Whilst there are numerous introduced species in the United States, not all can be regarded as invasive. In our ‘balanced’ documentary, exotic pet owners are constantly hammered upon by these two know-nothings Dr. Beth Everyday, professor and ‘pioneer’ of a new field referred to as anthrozoology, and Dr. Ron Orenstein, an author and ‘conservationist’ who possesses a PhD in ornithology.
Ben Kerns, author of this brilliant piece , lists random exotic animals, such as servals, whom he says enjoy roaming (simply because domesticated cats don’t, proper?) and fennec foxes, whom he gets to make a decision are not suited for suburban living with zero evidence.
Apart from, if you do not have the guts to take care of an exotic animal that can kill you, then you can just as very easily opt for an exotic pet that will just sit there and look cool for all your guests to fawn more than or run away from, depending on what you determine to get.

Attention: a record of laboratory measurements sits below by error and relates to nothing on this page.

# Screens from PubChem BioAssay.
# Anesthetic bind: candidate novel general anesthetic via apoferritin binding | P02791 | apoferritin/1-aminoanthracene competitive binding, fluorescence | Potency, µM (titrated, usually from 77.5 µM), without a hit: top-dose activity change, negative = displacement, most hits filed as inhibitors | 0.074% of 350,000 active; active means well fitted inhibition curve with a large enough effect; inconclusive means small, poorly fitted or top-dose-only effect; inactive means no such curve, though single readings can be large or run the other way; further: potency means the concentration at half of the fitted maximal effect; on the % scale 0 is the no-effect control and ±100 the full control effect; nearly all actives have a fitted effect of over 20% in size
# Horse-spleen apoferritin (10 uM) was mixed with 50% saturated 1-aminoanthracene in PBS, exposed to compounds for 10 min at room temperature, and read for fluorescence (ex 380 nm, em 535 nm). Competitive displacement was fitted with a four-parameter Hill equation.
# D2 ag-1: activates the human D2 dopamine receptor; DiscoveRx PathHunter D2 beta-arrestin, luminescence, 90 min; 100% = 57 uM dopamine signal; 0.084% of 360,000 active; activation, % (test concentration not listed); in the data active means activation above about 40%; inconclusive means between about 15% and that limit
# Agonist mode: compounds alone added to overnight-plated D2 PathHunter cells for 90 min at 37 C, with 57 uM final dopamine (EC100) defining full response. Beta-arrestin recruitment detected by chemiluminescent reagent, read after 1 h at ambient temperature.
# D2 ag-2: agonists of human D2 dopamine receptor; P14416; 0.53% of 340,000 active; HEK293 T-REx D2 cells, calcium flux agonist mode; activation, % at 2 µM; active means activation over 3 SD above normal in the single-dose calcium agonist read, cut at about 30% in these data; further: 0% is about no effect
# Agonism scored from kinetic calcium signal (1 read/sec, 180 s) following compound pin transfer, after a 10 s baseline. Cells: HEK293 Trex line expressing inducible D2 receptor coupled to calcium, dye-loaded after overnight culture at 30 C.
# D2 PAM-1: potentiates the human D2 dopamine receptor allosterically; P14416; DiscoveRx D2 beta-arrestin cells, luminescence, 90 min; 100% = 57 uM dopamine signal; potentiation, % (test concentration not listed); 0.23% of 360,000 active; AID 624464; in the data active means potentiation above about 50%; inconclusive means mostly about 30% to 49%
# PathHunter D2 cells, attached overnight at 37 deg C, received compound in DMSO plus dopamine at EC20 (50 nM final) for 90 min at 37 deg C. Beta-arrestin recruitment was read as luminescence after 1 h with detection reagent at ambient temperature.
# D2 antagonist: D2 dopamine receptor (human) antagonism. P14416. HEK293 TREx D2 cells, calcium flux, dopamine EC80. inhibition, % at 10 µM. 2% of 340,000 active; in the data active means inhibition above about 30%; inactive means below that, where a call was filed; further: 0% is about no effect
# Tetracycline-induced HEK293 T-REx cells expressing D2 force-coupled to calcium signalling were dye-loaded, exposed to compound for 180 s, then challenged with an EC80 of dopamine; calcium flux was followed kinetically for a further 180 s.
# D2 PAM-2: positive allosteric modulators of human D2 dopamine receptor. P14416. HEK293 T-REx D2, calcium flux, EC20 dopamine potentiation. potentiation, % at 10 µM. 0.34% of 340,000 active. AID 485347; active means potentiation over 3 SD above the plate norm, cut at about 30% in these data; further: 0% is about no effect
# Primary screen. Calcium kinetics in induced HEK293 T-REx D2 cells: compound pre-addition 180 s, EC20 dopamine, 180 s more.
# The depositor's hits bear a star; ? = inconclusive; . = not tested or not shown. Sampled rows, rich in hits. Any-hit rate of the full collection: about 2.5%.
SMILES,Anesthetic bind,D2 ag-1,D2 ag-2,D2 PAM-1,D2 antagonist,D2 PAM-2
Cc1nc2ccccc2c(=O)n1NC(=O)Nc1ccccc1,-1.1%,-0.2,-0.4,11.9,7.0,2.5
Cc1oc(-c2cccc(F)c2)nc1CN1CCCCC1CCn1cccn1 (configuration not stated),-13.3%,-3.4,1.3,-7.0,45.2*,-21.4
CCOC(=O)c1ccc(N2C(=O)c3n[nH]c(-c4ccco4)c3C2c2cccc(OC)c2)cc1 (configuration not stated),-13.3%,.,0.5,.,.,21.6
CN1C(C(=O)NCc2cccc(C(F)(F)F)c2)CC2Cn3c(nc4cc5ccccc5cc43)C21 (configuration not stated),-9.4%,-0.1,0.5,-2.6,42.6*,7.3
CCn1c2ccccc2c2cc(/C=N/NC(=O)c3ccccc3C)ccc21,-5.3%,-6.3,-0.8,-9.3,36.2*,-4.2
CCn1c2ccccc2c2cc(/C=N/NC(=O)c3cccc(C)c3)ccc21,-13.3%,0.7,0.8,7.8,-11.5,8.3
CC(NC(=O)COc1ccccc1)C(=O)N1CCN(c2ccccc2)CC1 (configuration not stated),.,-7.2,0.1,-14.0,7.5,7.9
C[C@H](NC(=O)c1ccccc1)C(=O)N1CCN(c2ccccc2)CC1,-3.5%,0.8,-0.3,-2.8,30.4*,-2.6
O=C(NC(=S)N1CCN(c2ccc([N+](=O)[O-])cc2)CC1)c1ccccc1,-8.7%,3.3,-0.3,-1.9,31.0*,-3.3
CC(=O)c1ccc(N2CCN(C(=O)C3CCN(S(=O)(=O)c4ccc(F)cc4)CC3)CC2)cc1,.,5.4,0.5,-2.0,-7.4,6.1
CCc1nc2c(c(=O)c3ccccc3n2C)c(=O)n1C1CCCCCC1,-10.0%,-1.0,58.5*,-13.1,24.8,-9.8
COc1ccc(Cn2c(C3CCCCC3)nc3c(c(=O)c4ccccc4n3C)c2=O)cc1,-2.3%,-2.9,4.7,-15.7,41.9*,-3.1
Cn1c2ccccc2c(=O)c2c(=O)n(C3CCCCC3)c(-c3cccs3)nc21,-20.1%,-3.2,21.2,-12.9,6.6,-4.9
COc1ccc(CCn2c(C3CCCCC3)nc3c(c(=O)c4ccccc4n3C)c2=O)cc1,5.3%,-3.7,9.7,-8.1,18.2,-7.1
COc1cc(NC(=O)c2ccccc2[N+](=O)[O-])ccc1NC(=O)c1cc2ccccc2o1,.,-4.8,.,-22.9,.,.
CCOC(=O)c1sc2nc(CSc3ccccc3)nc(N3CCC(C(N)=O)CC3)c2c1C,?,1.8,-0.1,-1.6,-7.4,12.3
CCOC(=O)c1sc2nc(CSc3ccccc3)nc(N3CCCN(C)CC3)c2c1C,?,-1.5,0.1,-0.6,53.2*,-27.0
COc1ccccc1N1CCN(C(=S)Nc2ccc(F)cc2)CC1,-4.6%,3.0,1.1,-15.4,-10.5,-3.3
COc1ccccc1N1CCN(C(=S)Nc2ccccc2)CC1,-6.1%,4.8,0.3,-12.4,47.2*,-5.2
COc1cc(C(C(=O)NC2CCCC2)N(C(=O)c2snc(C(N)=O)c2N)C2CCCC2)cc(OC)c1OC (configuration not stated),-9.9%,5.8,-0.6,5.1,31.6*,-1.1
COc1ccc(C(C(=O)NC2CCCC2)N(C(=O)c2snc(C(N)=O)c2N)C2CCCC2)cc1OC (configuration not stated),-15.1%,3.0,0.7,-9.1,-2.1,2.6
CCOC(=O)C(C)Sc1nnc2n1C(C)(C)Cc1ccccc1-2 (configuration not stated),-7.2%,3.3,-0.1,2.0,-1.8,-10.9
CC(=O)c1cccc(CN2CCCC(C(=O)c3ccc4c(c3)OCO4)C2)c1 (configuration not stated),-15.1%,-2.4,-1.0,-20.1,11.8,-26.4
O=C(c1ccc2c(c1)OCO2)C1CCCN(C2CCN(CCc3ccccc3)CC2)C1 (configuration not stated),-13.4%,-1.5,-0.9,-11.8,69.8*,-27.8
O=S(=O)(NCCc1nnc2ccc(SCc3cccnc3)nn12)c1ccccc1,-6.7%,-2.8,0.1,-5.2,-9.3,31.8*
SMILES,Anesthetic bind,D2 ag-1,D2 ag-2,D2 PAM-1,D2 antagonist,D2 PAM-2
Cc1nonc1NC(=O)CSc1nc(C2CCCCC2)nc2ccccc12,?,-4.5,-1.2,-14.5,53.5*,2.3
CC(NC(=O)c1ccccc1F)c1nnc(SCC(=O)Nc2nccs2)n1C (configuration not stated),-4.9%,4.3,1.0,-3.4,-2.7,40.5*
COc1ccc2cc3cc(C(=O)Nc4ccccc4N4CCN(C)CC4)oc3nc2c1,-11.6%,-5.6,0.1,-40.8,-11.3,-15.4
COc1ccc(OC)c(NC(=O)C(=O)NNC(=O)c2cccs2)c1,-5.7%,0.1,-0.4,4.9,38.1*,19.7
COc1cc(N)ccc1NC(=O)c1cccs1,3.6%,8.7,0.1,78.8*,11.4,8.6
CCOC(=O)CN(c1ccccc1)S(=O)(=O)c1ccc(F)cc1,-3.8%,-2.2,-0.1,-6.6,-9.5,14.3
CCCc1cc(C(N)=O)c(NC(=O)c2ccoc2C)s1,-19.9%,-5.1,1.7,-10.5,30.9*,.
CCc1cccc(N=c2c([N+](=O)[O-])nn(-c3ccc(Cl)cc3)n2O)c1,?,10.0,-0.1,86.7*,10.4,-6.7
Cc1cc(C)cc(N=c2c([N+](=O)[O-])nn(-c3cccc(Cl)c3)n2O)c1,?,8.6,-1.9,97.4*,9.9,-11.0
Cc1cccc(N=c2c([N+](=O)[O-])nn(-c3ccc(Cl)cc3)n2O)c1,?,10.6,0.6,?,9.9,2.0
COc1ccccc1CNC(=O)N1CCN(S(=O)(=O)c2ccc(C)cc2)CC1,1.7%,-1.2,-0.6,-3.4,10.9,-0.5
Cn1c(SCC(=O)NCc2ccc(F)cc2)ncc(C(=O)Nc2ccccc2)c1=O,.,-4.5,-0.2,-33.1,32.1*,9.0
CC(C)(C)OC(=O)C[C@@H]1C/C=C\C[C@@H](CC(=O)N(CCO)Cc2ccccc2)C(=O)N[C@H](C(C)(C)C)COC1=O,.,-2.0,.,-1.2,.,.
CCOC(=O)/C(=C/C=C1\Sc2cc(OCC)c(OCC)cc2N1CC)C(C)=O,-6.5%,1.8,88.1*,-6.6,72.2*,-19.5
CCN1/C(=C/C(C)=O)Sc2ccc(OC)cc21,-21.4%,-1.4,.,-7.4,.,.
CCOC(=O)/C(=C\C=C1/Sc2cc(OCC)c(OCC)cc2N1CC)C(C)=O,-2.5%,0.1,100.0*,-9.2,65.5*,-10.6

Furthermore, a persuasive critique of the quite concept of pet ownership in the context of domestic animals has challenged the possessive assumptions of the term pets.” As the animal protection group In Defense of Animals states, By disavowing the concept and accompanying language of animal ownership, we can reconstruct the social and legal relationship in between humans and animals.” Guardian Campaign Brochure , In Defense of Animals, available at (final accessed Aug.
Owners who like to snuggle and hold their pets for extended periods might want to turn owning a genet down—they just are not mentally constructed for it. Genets are extremely skittish and hate to be restrained by humans, and the final issue any particular person needs to worry about is their neighbor’s genet attacking them.